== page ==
investors, whether day traders or long-term investors, could utilize candlestick signals during any timeframe. For more information, visit www.candlestickforum.com. 60-40 or Fight by Everett Christensen, Michigan State ’57

Everett Christensen spent more than 45 years analyzing and evaluating the development of interpersonal relationships, which he explores in “60-40 or Fight.” He first worked as a personnel specialist; then as a college recruiter; then as an instructor in supervisory development; then as a human resources director; then as senior vice president of a major financial institution; then as a consultant in management; then as a university professor in a graduate school of management; and, finally, as the owner of several businesses. He has a bachelor’s degree in economics from Michigan State University and an Master’s degree in psychology from the University of Minnesota. His first article appeared in “The Personnel Journal” in 1964 and his first book, “Dynamic Supervision,” was published in 1970. Since then he has also published “55 Magic Management Words” (1989) and “It all Counts Toward Twenty” (2004), a fictional novel about life in the Air Force. Interstate 69: The Unfinished History of the Last Great American Highway by Matt Dellinger, DePauw ’97

“Interstate 69” is an enlightening journey through the heart of America. The 1,400-mile extension of I-69 south from Indianapolis, if completed, will connect Canada to Mexico through Michigan, Indiana, Kentucky, Tennessee, Mississippi, Arkansas, Louisiana and Texas. This so-called ‘NAFTA Highway’ has been in development for two decades, and while segments are under construction

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today, others may never be built. Eagerly anticipated by many as an economic godsend, I-69 has also been opposed by environmentalists, farmers, ranchers, anarchists and others who question both the wisdom of building more highways and the merits of globalization. Part history, part travelogue, “Interstate 69” reveals the surprising story of how this extraordinary undertaking began and introduces an array of individuals who have worked to build the road — or to stop it — and guides us through the many places the highway would transform forever: from sprawling cities like Indianapolis, Houston and Memphis, to the small rural towns of the Midwestern rust belt, the Mississippi Delta and South Texas. Matt Dellinger has written for The New Yorker, the Atlantic, Oxford American, Smithsonian and the New York Times, as well as the public radio program The Takeaway. He worked for ten years on staff at The New Yorker as an illustrations editor, the magazine’s first-ever multimedia editor and the producer and host of The New Yorker Out Loud, the magazine’s first weekly podcast.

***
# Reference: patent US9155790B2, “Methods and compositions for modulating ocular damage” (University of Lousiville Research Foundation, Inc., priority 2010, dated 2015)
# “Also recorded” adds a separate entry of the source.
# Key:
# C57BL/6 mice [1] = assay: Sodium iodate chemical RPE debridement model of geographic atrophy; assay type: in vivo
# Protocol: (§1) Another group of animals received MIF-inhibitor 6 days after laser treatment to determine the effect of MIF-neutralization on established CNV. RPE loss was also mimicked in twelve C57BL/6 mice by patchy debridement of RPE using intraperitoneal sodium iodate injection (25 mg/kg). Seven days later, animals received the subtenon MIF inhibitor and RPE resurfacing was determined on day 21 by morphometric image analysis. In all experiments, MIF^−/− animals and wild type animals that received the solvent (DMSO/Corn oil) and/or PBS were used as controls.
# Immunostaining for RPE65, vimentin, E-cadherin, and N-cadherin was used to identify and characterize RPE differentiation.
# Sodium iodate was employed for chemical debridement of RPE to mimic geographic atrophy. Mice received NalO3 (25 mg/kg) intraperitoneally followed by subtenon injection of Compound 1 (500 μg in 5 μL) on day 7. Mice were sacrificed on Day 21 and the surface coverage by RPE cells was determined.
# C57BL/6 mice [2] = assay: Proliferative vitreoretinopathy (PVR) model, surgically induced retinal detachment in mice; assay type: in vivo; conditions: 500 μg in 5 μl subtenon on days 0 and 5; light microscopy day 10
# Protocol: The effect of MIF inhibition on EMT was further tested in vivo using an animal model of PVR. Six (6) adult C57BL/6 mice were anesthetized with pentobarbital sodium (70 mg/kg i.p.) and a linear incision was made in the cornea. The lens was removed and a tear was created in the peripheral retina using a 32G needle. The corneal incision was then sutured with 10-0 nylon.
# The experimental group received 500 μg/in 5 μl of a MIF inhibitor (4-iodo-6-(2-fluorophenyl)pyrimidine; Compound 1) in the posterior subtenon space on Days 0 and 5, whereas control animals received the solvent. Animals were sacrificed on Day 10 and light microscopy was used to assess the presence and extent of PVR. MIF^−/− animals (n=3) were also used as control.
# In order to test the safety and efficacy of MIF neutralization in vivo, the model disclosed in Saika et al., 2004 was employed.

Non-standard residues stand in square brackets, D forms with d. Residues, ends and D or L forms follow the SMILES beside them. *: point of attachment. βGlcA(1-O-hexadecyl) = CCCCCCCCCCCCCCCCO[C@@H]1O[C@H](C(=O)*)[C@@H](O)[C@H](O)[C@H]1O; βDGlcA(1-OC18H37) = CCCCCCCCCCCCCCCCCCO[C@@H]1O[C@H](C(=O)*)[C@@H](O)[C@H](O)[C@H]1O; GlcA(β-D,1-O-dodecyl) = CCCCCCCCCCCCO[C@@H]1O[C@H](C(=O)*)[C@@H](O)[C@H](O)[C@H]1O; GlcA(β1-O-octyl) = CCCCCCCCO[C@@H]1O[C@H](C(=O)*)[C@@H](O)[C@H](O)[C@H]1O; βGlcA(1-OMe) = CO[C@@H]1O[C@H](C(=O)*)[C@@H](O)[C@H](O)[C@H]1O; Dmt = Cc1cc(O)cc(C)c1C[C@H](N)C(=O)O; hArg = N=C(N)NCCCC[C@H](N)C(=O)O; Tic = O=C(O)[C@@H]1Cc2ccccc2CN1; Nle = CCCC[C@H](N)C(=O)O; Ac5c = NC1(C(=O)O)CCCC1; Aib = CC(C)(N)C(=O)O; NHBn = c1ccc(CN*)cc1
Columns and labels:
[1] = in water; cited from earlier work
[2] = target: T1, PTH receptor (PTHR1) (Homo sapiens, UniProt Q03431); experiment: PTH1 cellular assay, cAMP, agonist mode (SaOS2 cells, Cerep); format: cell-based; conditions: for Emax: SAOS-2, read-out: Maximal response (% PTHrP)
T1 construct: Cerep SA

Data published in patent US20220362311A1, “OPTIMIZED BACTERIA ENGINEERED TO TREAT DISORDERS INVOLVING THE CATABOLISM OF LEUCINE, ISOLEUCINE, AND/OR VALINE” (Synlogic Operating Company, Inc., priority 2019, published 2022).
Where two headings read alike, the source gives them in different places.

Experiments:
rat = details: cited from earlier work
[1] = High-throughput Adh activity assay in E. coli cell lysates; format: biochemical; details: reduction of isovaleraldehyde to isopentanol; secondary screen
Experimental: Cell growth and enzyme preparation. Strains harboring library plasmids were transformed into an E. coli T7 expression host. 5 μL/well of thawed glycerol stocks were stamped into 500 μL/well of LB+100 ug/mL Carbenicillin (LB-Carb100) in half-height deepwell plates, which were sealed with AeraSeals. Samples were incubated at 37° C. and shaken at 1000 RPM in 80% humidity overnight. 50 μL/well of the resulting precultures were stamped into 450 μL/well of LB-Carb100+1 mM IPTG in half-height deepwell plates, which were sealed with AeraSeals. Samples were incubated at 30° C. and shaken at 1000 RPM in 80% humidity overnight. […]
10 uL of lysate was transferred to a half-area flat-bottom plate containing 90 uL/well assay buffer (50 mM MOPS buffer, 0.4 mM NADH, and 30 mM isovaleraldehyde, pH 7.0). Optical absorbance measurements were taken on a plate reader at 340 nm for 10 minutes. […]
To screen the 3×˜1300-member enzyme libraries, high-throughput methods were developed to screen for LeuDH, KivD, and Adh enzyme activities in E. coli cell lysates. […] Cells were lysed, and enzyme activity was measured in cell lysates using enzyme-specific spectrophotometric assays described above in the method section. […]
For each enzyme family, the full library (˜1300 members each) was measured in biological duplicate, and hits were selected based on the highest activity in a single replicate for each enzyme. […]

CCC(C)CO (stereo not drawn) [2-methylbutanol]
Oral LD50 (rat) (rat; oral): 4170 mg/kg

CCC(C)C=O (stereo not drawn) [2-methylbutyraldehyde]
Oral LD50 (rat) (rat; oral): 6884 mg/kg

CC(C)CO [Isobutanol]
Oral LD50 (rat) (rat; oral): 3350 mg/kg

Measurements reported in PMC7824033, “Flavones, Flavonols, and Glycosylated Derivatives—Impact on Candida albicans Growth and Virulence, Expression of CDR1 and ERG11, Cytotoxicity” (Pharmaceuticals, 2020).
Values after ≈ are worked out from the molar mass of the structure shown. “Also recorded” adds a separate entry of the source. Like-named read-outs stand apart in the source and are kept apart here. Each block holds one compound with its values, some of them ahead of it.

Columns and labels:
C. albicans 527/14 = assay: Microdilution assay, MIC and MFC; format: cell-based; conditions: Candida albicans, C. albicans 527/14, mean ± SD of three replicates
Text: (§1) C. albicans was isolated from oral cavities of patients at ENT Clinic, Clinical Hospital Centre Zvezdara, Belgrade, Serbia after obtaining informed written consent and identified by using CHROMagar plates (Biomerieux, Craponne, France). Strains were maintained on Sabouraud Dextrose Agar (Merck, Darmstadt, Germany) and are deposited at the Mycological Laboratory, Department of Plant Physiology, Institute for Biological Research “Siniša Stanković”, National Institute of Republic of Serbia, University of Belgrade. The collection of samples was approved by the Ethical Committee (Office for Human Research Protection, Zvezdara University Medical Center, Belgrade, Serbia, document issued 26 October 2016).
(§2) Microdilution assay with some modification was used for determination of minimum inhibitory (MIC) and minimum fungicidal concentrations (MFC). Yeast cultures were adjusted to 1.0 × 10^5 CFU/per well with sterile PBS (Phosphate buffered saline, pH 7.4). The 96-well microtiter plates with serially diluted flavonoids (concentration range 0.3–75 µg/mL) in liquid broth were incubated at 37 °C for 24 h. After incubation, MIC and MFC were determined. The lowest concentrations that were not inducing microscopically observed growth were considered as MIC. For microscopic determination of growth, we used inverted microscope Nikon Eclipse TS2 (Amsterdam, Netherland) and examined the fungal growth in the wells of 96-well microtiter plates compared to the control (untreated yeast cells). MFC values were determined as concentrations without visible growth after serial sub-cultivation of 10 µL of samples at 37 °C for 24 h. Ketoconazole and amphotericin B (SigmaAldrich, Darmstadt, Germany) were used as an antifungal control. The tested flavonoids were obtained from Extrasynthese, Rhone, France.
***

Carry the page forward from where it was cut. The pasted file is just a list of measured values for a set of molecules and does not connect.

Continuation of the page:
Copyright 2012 Delta Upsilon International Fraternity Inc.

The Berlin Conspiracy by William Penn (aka William A. Hamilton, Oklahoma ’57)

William A. Hamilton published the third novel in the espionage series that he and his wife write under the pseudonym, William Penn. “The Berlin Conspiracy” is an adventure that takes readers from London to Paris, the Balearic Islands, Gibraltar, Barcelona, Italy, Munich and, finally, to Abu Amed’s secret al Qaeda headquarters in Berlin. This novel, like its predecessors, “The Grand Conspiracy” and “The Panama Conspiracy,” is part of a four-novel series featuring Buck and Dolly Madison. The final novel in the series, “The Umbrella Conspiracy,” is a workin-progress. For more information, visit www.buckanddolly. com. Hamilton was honored at the 75th Anniversary of DU on the Oklahoma campus when he was presented with the Distinguished Alumnus Award. Justice Justice Bowdoin ’45

by

Henry

S.

Maxfield,

“Justice Justice” is a satire on a legal system that ignores justice as its primary mission, where justice is not dependent

or subservient to the Law in the Preamble to the Constitution and the acknowledged sole concern of an attorney is client representation without responsibility to society. The author calls out fundamental errors that must be addressed by weaving them into a fantasy story of a President’s nomination of a distinguished, educated non-lawyer to the United States

Supreme Court. Author Henry S. Maxfield was a navigator in a B-24 Liberator Bomber flying missions over Germany in WW II, when he was shot down over Gelsenkirchen on November 11, 1944. As one of four survivors of a 10-man crew, he was captured and made a prisoner of war. Later, during the Korean War, he was recruited by the Central Intelligence Agency and served in its clandestine section for three years. He and his wife live in Wolfeboro, New Hampshire where he established and operated Henry S. Maxfield Real Estate, Inc., now owned and operated by his son. Maxfield now writes full-time. Taking People With You: The Only Way to Make Big Things Happen by David Novak, Missouri ’74